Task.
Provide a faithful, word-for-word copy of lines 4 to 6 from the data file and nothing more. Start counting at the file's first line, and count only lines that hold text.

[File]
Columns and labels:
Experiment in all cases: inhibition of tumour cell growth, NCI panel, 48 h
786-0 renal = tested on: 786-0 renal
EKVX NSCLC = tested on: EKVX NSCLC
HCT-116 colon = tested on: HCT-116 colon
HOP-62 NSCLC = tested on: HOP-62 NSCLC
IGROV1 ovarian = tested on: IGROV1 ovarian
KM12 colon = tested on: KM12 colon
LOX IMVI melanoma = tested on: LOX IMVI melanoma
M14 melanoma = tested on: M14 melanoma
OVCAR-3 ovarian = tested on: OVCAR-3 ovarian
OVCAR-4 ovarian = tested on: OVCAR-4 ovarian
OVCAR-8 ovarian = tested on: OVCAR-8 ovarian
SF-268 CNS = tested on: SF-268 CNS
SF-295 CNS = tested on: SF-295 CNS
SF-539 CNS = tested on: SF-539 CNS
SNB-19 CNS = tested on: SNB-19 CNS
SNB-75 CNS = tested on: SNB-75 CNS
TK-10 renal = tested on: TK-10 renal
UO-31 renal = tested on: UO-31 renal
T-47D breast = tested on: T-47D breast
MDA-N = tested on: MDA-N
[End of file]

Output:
EKVX NSCLC = tested on: EKVX NSCLC
HCT-116 colon = tested on: HCT-116 colon
HOP-62 NSCLC = tested on: HOP-62 NSCLC